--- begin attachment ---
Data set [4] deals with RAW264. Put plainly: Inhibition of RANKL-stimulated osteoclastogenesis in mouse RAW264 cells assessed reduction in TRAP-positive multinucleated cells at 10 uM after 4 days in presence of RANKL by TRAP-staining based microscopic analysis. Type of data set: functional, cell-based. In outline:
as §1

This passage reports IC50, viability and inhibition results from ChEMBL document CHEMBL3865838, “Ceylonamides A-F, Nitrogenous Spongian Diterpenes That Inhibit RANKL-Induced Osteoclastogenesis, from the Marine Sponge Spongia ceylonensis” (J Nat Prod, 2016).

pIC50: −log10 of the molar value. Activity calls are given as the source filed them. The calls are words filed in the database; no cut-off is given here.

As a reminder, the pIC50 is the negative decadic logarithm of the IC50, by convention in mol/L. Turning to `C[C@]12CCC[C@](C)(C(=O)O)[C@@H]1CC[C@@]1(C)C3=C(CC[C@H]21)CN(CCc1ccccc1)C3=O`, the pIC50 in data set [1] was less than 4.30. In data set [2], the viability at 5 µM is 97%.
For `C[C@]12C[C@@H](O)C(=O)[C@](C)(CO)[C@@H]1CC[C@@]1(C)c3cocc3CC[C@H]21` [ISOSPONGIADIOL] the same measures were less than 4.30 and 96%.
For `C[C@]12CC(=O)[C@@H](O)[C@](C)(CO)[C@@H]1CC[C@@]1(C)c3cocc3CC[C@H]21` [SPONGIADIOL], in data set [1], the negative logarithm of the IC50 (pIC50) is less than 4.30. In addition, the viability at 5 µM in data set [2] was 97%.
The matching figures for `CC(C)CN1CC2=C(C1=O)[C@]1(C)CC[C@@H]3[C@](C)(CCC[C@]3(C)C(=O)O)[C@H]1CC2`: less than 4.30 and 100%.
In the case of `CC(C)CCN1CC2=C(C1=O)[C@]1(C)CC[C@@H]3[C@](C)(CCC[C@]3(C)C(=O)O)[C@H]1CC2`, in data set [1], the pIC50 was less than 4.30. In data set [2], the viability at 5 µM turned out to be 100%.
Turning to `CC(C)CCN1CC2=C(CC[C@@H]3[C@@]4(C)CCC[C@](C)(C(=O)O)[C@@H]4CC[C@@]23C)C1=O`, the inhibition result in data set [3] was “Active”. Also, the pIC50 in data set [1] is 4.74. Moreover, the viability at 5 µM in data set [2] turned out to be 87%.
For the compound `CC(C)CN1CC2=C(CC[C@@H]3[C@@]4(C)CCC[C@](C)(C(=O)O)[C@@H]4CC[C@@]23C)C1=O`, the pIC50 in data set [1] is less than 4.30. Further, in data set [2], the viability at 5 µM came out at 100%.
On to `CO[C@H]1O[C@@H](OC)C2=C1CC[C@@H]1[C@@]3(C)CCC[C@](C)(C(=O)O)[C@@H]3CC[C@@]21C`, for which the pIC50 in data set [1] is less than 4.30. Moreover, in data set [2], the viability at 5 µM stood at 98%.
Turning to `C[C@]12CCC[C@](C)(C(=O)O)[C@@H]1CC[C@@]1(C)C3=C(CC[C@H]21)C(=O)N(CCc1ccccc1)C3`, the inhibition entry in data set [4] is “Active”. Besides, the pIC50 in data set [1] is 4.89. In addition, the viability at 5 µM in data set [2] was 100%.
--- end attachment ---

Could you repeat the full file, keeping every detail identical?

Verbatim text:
Data set [4] deals with RAW264. Put plainly: Inhibition of RANKL-stimulated osteoclastogenesis in mouse RAW264 cells assessed reduction in TRAP-positive multinucleated cells at 10 uM after 4 days in presence of RANKL by TRAP-staining based microscopic analysis. Type of data set: functional, cell-based. In outline:
as §1

This passage reports IC50, viability and inhibition results from ChEMBL document CHEMBL3865838, “Ceylonamides A-F, Nitrogenous Spongian Diterpenes That Inhibit RANKL-Induced Osteoclastogenesis, from the Marine Sponge Spongia ceylonensis” (J Nat Prod, 2016).

pIC50: −log10 of the molar value. Activity calls are given as the source filed them. The calls are words filed in the database; no cut-off is given here.

As a reminder, the pIC50 is the negative decadic logarithm of the IC50, by convention in mol/L. Turning to `C[C@]12CCC[C@](C)(C(=O)O)[C@@H]1CC[C@@]1(C)C3=C(CC[C@H]21)CN(CCc1ccccc1)C3=O`, the pIC50 in data set [1] was less than 4.30. In data set [2], the viability at 5 µM is 97%.
For `C[C@]12C[C@@H](O)C(=O)[C@](C)(CO)[C@@H]1CC[C@@]1(C)c3cocc3CC[C@H]21` [ISOSPONGIADIOL] the same measures were less than 4.30 and 96%.
For `C[C@]12CC(=O)[C@@H](O)[C@](C)(CO)[C@@H]1CC[C@@]1(C)c3cocc3CC[C@H]21` [SPONGIADIOL], in data set [1], the negative logarithm of the IC50 (pIC50) is less than 4.30. In addition, the viability at 5 µM in data set [2] was 97%.
The matching figures for `CC(C)CN1CC2=C(C1=O)[C@]1(C)CC[C@@H]3[C@](C)(CCC[C@]3(C)C(=O)O)[C@H]1CC2`: less than 4.30 and 100%.
In the case of `CC(C)CCN1CC2=C(C1=O)[C@]1(C)CC[C@@H]3[C@](C)(CCC[C@]3(C)C(=O)O)[C@H]1CC2`, in data set [1], the pIC50 was less than 4.30. In data set [2], the viability at 5 µM turned out to be 100%.
Turning to `CC(C)CCN1CC2=C(CC[C@@H]3[C@@]4(C)CCC[C@](C)(C(=O)O)[C@@H]4CC[C@@]23C)C1=O`, the inhibition result in data set [3] was “Active”. Also, the pIC50 in data set [1] is 4.74. Moreover, the viability at 5 µM in data set [2] turned out to be 87%.
For the compound `CC(C)CN1CC2=C(CC[C@@H]3[C@@]4(C)CCC[C@](C)(C(=O)O)[C@@H]4CC[C@@]23C)C1=O`, the pIC50 in data set [1] is less than 4.30. Further, in data set [2], the viability at 5 µM came out at 100%.
On to `CO[C@H]1O[C@@H](OC)C2=C1CC[C@@H]1[C@@]3(C)CCC[C@](C)(C(=O)O)[C@@H]3CC[C@@]21C`, for which the pIC50 in data set [1] is less than 4.30. Moreover, in data set [2], the viability at 5 µM stood at 98%.
Turning to `C[C@]12CCC[C@](C)(C(=O)O)[C@@H]1CC[C@@]1(C)C3=C(CC[C@H]21)C(=O)N(CCc1ccccc1)C3`, the inhibition entry in data set [4] is “Active”. Besides, the pIC50 in data set [1] is 4.89. In addition, the viability at 5 µM in data set [2] was 100%.